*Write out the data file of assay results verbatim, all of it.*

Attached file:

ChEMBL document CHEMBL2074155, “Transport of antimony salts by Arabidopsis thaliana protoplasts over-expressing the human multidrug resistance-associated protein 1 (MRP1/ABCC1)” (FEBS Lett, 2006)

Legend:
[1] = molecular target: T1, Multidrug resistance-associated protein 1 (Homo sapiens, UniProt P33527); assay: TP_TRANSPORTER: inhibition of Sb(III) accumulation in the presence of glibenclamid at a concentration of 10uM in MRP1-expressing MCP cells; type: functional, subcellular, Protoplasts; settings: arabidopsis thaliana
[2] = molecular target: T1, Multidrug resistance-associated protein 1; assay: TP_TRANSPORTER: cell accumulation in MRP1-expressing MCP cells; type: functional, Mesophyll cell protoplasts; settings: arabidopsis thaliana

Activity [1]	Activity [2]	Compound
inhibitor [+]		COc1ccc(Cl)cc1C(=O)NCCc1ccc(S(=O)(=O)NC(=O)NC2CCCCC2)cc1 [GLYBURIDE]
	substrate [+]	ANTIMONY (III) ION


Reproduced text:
ChEMBL document CHEMBL2074155, “Transport of antimony salts by Arabidopsis thaliana protoplasts over-expressing the human multidrug resistance-associated protein 1 (MRP1/ABCC1)” (FEBS Lett, 2006)

Legend:
[1] = molecular target: T1, Multidrug resistance-associated protein 1 (Homo sapiens, UniProt P33527); assay: TP_TRANSPORTER: inhibition of Sb(III) accumulation in the presence of glibenclamid at a concentration of 10uM in MRP1-expressing MCP cells; type: functional, subcellular, Protoplasts; settings: arabidopsis thaliana
[2] = molecular target: T1, Multidrug resistance-associated protein 1; assay: TP_TRANSPORTER: cell accumulation in MRP1-expressing MCP cells; type: functional, Mesophyll cell protoplasts; settings: arabidopsis thaliana

Activity [1]	Activity [2]	Compound
inhibitor [+]		COc1ccc(Cl)cc1C(=O)NCCc1ccc(S(=O)(=O)NC(=O)NC2CCCCC2)cc1 [GLYBURIDE]
	substrate [+]	ANTIMONY (III) ION